Boatswain’s Beach (Cayman Turtle Farm Ltd) has been referred to as the ideal location to visit or have a party or social event at, but behind the scenes of the commonly celebrated park there are serious financial concerns brewing.
This is a reality being faced by many government departments.
The situation at Boatswains Beach however, presents special challenges, as there are not only people but animals to take care of and provide for, with needs that have to be met seven days a week, 24 hours-a-day.
In fact, from its humble beginnings in 1968, what we now refer to as the turtle farm/Boatswain’s Beach has always had a hard time proving profitable, according to Acting Managing Director Joseph Parsons, who attributed this to the high cost of research, feed and breeding.
He says in the beginning the turtle farm was purely commercial and started out with the intention of saving the species, while at the same time providing a good source of protein.
Back in those days, the turtle cultivating operation was referred to as Mariculture Ltd. and was run from Salt Creek, West Bay. It went bankrupt in 1975 and sold on to another company, which Parsons said also experienced financial problems before selling the company to the Cayman Islands Government in 1983. The name then became the Cayman Islands Turtle Farm (1983) Ltd.
Some of today’s problems include the inability to sell turtle meat to foreign markets. This is a direct result of the green sea turtle being placed on the endangered species list in 1975 by the Convention on International Trade in Endangered Species of Wild Fauna and Flora/CITES.
As a result of, countries that accept turtle meat from the Cayman Islands would most probably be criticised for doing so.
According to Parsons, “A country has to be able to show that it can reliably produce second generation offspring of a species before it will be considered able to trade it.” This was an obstacle that was almost overcome untill Hurricane Michelle, when the Turtle Farm lost some of its top breeders; over 200 turtles.
Mr. Parsons went on to say that right before Michelle, a proposal to CITES from the Cayman Islands to sell turtle meat internationally was only defeated by four votes and actually received 2/3 of the vote. He added that the programme would actually have to sell tons of turtle meat to even out the balance sheet for what the Turtle Farm operation costs to operate.
The new Board at Boatswains Beach have only met twice, but many ideas have been pitched to try to stop what some say is a financial haemorrhage that has had to rely heavily on government subsidies to stay afloat.
Some of the more popular attractions at the park are: the Predator’s Reef aquarium;-complete with sharks- the Caribbean aviary and iguana exhibit; a lagoon and nature trail; turtle tanks; a breeding pond and Schooners Bar and Grill.
Currently the Boatswain Beach attraction costs the government approximately ten million dollars per year to maintain and run.
Chairman of the Board for Boatswain Beach Ken Hydes, told the Observer on Sunday that though this was indeed the case, it was still thought that the operation could make great strides toward being profitable.
“You can’t really expect a business that has lost 10million dollars each year since its opening to turn a profit over night, but management have been able to reduce operating costs to an extent, while increasing revenues in some areas,” he said.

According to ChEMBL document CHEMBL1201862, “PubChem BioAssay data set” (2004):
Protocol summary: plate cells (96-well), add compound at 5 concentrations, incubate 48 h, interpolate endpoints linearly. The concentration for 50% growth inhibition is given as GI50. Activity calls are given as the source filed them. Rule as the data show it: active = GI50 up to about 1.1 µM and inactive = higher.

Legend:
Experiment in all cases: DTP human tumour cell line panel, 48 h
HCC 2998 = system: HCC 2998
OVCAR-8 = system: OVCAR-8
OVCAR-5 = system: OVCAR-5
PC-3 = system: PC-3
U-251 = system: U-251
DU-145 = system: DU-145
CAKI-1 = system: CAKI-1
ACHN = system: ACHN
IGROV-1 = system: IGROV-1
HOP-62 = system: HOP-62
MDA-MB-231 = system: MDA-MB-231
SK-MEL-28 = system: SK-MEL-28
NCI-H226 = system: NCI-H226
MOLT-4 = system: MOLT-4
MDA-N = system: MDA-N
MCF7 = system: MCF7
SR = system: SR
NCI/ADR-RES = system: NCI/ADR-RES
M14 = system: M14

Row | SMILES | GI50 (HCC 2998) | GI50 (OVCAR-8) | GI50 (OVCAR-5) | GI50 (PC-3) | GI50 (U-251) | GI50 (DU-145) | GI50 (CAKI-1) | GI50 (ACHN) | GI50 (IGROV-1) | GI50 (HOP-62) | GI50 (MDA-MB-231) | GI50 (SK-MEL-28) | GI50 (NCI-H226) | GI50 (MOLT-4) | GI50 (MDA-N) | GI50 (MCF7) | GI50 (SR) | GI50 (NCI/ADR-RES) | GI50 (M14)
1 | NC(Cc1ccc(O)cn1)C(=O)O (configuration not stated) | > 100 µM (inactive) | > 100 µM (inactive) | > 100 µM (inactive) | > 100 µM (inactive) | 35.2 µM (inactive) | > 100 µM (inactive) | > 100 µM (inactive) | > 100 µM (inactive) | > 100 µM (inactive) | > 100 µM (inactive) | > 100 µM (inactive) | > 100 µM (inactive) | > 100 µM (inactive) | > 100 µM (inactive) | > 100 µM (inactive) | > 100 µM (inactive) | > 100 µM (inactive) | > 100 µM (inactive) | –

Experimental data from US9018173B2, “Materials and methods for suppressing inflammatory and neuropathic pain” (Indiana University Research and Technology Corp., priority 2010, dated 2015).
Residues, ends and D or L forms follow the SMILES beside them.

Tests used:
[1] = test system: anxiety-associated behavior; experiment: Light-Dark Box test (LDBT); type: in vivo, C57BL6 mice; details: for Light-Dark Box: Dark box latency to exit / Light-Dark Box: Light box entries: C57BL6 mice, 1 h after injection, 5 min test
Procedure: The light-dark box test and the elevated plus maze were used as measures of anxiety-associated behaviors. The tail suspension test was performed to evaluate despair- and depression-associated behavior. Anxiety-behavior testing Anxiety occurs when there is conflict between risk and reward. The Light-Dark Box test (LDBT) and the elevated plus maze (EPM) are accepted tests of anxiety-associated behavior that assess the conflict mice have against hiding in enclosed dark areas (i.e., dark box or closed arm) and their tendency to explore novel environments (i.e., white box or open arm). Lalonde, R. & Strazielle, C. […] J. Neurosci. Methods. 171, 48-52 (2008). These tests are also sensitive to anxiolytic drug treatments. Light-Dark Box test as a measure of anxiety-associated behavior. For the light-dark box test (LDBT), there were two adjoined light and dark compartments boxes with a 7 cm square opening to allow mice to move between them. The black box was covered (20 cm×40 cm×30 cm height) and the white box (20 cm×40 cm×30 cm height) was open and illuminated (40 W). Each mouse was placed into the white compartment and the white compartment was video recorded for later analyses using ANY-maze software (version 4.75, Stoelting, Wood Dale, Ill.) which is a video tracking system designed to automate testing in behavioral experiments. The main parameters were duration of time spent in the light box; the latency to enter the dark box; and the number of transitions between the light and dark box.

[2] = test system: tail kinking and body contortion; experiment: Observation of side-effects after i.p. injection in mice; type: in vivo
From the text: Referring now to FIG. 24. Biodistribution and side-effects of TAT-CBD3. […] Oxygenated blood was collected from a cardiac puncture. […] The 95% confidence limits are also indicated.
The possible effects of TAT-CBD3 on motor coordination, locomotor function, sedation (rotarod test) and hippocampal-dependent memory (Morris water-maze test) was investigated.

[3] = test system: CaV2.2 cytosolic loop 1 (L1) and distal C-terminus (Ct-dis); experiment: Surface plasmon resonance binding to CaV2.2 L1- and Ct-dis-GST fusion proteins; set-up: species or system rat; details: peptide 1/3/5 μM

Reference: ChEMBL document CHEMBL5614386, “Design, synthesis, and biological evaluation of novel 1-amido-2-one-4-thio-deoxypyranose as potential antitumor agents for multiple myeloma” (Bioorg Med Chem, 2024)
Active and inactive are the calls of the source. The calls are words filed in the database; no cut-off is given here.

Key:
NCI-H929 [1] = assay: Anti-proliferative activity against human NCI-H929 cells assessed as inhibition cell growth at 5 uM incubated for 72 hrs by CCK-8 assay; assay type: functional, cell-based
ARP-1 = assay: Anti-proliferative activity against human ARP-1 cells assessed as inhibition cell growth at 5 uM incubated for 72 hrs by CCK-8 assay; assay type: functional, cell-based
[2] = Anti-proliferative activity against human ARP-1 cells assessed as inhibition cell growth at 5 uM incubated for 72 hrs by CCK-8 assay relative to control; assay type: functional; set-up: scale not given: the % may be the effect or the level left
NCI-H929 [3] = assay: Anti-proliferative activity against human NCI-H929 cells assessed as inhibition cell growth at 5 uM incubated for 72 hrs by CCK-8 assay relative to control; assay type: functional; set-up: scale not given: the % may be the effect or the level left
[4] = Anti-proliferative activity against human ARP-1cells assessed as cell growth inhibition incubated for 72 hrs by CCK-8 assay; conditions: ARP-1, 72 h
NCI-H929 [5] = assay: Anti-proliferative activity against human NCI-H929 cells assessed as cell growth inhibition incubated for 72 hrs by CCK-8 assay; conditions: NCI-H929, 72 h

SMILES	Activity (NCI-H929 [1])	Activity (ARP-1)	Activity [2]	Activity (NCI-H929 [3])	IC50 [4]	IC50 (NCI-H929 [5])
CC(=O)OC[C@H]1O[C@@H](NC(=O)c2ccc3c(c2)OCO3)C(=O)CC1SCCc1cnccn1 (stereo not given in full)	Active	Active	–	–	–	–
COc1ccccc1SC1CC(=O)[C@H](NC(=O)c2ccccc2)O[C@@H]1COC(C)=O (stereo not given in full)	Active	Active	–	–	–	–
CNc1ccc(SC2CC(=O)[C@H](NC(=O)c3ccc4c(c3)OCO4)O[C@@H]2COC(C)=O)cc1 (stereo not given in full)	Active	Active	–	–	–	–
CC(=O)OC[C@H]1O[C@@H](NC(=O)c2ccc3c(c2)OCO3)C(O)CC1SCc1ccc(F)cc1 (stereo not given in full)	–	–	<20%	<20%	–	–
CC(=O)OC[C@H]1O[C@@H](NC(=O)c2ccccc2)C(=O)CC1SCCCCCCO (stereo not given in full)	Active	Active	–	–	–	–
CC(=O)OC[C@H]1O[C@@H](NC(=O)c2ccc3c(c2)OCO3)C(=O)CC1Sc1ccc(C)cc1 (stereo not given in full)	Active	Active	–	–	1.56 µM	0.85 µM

The future of Boatswain Beach
Mr. Hydes added that contrary to what many believe, he is not aware of any plan on the part of the government to sell Boatswain Beach.
“What is a more imminent possibility is finding opportunities for joint ventures. “This could be accomplished in some instances by utilizing the extra land on the 23 acre facility for restaurants or making further use of the parking lot or nature trail for new revenue streams, as well as partnering with other businesses in the area to drive more traffic this side,” Hydes speculated.
The reality, according to Hydes, was that most major businesses spend 7-14 per cent of their gross revenue on advertising. He pointed out that this unfortunately was not the case at Boatswain Beach, where only .5 per cent of gross revenue was the scenario, as it relates to advertising.
One of the major cost cutting measures that Boatswain Beach will be undergoing immediately is a closure of the facility once per week.
This is likely to happen on Sundays and should be effective as soon as possible, according to officials at the park.
At the moment, employees at Boatswain Beach say they have to really multi-task and do not have the luxury of special roles, as once was the case.
They say things have gotten a lot tighter but everyone is interested in the overall wellbeing of the park and no one is putting their self interests first.
While Mr. Hydes said he was cautiously optimistic about the future of the park, he acknowledged that everything hinged on the tourism market and that if this did not improve, “the forecast would not be sunny for anyone.”
He said with this in mind, he was not making an argument one way or the other for cruise ships over-nighting in the Cayman Islands and certainly would not go as far as saying that the success of businesses in the Cayman Islands was hinged on the gambling that would have to be accepted for this cruise ship stay over to become a reality.
Instead, Mr. Hydes said we had to make every effort to make our tourism product more robust and work together to make the Cayman Islands better off.
He added that he wanted to see more resident participation at the attraction and was open to partnering with community entities for events, concerts and other revenue creating ideas.